3 Ways You Can Drive Conservatives Insane: Debunking Right Wing Lies

July 28, 2014 | Filed under: Debunking Right Wing Lies,RIght-Wing Myths |Originally Posted by: Samuel Warde

 

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One of the surest ways or enraging conservatives is through debunking right wing lies, particular the ones most commonly seen on Facebook, Twitter and beyond. Here is this weeks handy list of right wing lies we have taken the time to correct.


Be sure to sprinkle these around and let us know some other great lies you want us to debunk in our next Debunking Right Wing Lies segment.

1. The United States is not a “Christian Nation” founded upon “Christian Principles”.

One need look no further than to Thomas Jefferson to understand the false nature of this claim.

Millions of innocent men, women and children, since the introduction of Christianity, have been burnt, tortured, fined and imprisoned; yet we have not advanced one inch towards uniformity. “

Thomas Jefferson, Notes on Virginia, 1782

And one cannot forget that Jefferson strongly advocated the separation of church and state:

Believing with you that religion is a matter which lies solely between man and his God, that he owes account to none other for his faith or his worship, that the legislative powers of government reach actions only, and not opinions, I contemplate with sovereign reverence that act of the whole American people which declared that their legislature should ‘make no law respecting an establishment of religion, or prohibiting the free exercise thereof,’ thus building a wall of separation between church and State. “

Thomas Jefferson, letter to Danbury Baptist Association, CT., Jan. 1, 1802

Another founder, John Adams, was a Congregationalist who later became a Unitarian. However, he deliberately avoided creed-based dogmatic religion.

The Treaty of Tripoli, introduced to the Senate by John Adams and ratified by unanimous decree, was signed by Adams in 1797 and includes the following passage for any doubters out there:

As the Government of the United States of America is not, in any sense, founded on the Christian religion; as it has in itself no character of enmity against the laws, religion, or tranquillity, of Mussulmen; and, as the said States never entered into any war, or act of hostility against any Mahometan nation, it is declared by the parties, that no pretext arising from religious opinions, shall ever produce an interruption of the harmony existing between the two countries.”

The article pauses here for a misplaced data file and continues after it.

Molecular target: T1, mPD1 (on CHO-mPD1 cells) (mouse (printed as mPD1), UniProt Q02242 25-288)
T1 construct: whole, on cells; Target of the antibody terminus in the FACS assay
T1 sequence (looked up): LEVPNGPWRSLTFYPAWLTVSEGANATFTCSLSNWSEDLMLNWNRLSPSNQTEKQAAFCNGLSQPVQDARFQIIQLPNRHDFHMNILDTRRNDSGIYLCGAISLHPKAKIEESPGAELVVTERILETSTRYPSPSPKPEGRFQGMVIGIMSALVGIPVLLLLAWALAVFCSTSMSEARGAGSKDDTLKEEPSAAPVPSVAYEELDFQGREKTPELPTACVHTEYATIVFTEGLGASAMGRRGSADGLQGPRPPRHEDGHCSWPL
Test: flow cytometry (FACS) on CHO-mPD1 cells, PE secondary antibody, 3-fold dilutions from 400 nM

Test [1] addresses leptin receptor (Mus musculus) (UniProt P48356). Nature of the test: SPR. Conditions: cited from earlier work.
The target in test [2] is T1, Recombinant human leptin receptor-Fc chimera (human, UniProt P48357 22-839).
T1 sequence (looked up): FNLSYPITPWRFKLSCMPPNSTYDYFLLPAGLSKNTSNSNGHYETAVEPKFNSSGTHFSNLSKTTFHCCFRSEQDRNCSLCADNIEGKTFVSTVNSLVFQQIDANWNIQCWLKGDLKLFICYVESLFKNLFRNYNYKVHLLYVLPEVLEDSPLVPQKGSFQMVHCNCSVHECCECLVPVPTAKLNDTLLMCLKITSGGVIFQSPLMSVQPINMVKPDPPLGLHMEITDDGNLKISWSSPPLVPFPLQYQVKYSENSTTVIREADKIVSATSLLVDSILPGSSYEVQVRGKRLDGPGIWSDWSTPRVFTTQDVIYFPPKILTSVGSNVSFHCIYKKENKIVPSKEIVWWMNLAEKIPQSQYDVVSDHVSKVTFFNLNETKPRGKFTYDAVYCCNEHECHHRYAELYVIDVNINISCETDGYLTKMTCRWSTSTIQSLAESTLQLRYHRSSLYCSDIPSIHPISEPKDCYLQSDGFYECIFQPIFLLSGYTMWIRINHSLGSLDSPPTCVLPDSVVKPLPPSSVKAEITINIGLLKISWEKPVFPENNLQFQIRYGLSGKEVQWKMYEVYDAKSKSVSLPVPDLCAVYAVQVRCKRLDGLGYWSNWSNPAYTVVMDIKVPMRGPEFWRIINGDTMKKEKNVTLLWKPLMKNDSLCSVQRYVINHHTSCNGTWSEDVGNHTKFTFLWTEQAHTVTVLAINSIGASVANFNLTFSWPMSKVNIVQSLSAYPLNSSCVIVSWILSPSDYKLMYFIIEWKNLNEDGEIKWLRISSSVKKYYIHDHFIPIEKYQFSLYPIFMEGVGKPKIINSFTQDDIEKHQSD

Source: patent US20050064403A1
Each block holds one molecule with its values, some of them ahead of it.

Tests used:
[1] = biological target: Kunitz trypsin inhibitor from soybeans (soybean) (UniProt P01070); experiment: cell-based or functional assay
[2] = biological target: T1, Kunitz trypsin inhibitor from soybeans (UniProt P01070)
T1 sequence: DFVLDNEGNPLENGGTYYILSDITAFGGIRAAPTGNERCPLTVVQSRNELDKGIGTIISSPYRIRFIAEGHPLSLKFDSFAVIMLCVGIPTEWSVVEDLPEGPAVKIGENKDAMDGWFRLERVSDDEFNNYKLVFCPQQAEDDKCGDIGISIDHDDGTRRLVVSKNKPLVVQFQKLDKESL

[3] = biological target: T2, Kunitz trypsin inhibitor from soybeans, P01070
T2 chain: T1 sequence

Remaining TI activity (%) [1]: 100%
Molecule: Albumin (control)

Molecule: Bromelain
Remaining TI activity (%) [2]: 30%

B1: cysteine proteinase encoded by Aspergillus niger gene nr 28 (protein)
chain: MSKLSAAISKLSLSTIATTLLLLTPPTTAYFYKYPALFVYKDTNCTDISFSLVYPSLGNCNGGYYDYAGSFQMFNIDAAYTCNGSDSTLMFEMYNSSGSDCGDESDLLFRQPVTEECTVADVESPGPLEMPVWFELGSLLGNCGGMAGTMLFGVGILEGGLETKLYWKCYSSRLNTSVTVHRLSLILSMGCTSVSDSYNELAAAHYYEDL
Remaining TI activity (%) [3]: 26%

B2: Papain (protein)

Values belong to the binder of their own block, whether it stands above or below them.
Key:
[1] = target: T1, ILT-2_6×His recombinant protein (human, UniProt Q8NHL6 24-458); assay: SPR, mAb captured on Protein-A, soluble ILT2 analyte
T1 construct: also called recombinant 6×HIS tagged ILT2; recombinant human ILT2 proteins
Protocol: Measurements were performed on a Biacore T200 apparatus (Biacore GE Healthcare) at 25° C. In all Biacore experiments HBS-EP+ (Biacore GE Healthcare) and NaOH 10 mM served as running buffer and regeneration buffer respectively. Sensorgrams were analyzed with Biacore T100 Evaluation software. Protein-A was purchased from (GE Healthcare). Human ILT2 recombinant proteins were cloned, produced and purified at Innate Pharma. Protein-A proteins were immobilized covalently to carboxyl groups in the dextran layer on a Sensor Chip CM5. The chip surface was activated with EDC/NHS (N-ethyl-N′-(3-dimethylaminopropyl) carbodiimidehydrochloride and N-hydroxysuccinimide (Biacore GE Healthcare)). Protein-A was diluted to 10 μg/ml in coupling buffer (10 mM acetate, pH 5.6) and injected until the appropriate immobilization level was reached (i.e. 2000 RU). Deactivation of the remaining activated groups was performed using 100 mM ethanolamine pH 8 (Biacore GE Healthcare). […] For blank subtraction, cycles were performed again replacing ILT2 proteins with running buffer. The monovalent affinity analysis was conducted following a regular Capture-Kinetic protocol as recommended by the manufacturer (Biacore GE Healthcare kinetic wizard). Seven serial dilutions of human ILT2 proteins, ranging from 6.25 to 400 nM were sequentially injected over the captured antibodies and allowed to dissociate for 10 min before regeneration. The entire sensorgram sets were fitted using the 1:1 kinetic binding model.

The Treaty of Tripoli, signed Nov. 4, 1796, effective June. 10, 1797

2. The Affordable Care Act is Working

Rolling Stone puts it best, reporting:

President Obama’s centrist healthcare bill was informed by federalism (delegating power to the states) and proven technocratic reforms (like a board to help doctors discern which treatments would be most cost-effective). Republicans, undeterred, decried it as Soviet-style communism based on “death panels” – never mind the fact that the old system, which rationed care based on income, is the one that left tens of thousands of uninsured people to die.

From the beginning, Republicans have predicted disastrous consequences or Obamacare, none of which came true. They predicted that the ACA would add to the deficit; in fact, it will reduce the deficit. They claimed the exchanges would fail to attract the uninsured; they met their targets. They said only old people would sign up; the young came out in the same rates as in Massachusetts. They predicted the ACA would drive up healthcare costs; in fact it is likely holding cost inflation down, although it’s still hard to discern how much of the slowdown was due to the recession. In total, the ACA will ensure that 26 million people have insurance in 2024 who would have been uninsured otherwise.

It’s worth noting that every time the CBO estimates how much Obamacare will cost, the number gets lower. Odd how we’ve never heard Republicans say that.

3. Ronald Reagan Supported Gun Control

I do not believe in taking away the right of the citizen for sporting, for hunting and so forth, or for home defense. But I do believe that an AK-47, a machine gun, is not a sporting weapon or needed for defense of a home.”